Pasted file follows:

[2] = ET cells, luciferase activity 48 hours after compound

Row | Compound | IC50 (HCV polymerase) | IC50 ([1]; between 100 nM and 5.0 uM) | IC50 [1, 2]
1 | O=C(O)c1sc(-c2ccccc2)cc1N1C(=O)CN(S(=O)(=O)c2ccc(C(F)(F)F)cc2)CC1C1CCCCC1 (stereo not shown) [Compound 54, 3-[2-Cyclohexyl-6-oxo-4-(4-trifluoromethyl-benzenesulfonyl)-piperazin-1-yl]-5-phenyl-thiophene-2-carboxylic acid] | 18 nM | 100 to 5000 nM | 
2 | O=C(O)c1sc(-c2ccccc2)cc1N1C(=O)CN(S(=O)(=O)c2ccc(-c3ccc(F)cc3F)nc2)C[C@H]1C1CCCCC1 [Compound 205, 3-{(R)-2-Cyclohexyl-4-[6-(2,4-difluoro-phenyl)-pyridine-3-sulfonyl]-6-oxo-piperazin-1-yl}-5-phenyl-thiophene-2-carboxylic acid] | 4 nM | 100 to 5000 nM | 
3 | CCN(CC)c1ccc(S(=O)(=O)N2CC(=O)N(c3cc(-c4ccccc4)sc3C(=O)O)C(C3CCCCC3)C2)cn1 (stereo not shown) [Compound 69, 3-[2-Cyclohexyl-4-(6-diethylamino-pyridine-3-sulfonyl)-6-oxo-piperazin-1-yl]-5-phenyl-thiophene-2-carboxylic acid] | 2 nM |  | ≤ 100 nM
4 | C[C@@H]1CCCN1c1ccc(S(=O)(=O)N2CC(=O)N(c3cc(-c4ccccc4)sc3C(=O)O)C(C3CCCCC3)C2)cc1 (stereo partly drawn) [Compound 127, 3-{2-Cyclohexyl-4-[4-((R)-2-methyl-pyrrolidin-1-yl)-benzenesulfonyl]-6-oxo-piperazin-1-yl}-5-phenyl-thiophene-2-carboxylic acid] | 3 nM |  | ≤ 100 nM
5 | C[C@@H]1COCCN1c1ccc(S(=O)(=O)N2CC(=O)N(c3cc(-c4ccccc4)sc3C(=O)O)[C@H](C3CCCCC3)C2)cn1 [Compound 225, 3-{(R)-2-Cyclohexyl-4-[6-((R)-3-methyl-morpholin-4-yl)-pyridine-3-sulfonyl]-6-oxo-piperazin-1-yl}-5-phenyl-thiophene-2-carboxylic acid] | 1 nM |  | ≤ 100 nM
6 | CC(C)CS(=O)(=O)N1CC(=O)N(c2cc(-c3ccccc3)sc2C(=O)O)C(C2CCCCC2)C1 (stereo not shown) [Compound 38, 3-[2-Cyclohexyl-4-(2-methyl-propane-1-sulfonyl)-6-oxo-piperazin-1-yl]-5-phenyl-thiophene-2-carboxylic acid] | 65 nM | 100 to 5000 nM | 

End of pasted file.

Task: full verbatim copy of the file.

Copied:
[2] = ET cells, luciferase activity 48 hours after compound

Row | Compound | IC50 (HCV polymerase) | IC50 ([1]; between 100 nM and 5.0 uM) | IC50 [1, 2]
1 | O=C(O)c1sc(-c2ccccc2)cc1N1C(=O)CN(S(=O)(=O)c2ccc(C(F)(F)F)cc2)CC1C1CCCCC1 (stereo not shown) [Compound 54, 3-[2-Cyclohexyl-6-oxo-4-(4-trifluoromethyl-benzenesulfonyl)-piperazin-1-yl]-5-phenyl-thiophene-2-carboxylic acid] | 18 nM | 100 to 5000 nM | 
2 | O=C(O)c1sc(-c2ccccc2)cc1N1C(=O)CN(S(=O)(=O)c2ccc(-c3ccc(F)cc3F)nc2)C[C@H]1C1CCCCC1 [Compound 205, 3-{(R)-2-Cyclohexyl-4-[6-(2,4-difluoro-phenyl)-pyridine-3-sulfonyl]-6-oxo-piperazin-1-yl}-5-phenyl-thiophene-2-carboxylic acid] | 4 nM | 100 to 5000 nM | 
3 | CCN(CC)c1ccc(S(=O)(=O)N2CC(=O)N(c3cc(-c4ccccc4)sc3C(=O)O)C(C3CCCCC3)C2)cn1 (stereo not shown) [Compound 69, 3-[2-Cyclohexyl-4-(6-diethylamino-pyridine-3-sulfonyl)-6-oxo-piperazin-1-yl]-5-phenyl-thiophene-2-carboxylic acid] | 2 nM |  | ≤ 100 nM
4 | C[C@@H]1CCCN1c1ccc(S(=O)(=O)N2CC(=O)N(c3cc(-c4ccccc4)sc3C(=O)O)C(C3CCCCC3)C2)cc1 (stereo partly drawn) [Compound 127, 3-{2-Cyclohexyl-4-[4-((R)-2-methyl-pyrrolidin-1-yl)-benzenesulfonyl]-6-oxo-piperazin-1-yl}-5-phenyl-thiophene-2-carboxylic acid] | 3 nM |  | ≤ 100 nM
5 | C[C@@H]1COCCN1c1ccc(S(=O)(=O)N2CC(=O)N(c3cc(-c4ccccc4)sc3C(=O)O)[C@H](C3CCCCC3)C2)cn1 [Compound 225, 3-{(R)-2-Cyclohexyl-4-[6-((R)-3-methyl-morpholin-4-yl)-pyridine-3-sulfonyl]-6-oxo-piperazin-1-yl}-5-phenyl-thiophene-2-carboxylic acid] | 1 nM |  | ≤ 100 nM
6 | CC(C)CS(=O)(=O)N1CC(=O)N(c2cc(-c3ccccc3)sc2C(=O)O)C(C2CCCCC2)C1 (stereo not shown) [Compound 38, 3-[2-Cyclohexyl-4-(2-methyl-propane-1-sulfonyl)-6-oxo-piperazin-1-yl]-5-phenyl-thiophene-2-carboxylic acid] | 65 nM | 100 to 5000 nM | 